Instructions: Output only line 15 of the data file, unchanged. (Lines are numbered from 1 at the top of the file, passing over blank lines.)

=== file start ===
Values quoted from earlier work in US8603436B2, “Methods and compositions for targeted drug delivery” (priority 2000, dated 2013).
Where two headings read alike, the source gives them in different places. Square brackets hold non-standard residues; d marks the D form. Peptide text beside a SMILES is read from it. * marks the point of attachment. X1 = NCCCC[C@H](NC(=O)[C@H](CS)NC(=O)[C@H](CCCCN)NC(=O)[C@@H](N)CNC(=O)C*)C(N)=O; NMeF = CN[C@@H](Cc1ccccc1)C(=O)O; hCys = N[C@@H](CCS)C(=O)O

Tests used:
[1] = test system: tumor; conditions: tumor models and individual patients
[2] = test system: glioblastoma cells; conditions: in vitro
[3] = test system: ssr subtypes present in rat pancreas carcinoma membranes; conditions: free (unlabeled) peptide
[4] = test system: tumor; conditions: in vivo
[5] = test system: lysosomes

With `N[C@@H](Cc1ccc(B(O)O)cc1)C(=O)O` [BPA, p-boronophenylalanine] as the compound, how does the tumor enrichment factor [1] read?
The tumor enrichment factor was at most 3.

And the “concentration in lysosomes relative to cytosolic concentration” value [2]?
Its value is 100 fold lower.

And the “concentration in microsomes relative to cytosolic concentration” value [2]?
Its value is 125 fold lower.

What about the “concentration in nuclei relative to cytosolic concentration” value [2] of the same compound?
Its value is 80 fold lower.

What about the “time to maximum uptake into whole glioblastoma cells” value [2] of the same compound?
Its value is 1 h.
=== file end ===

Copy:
What about the “concentration in nuclei relative to cytosolic concentration” value [2] of the same compound?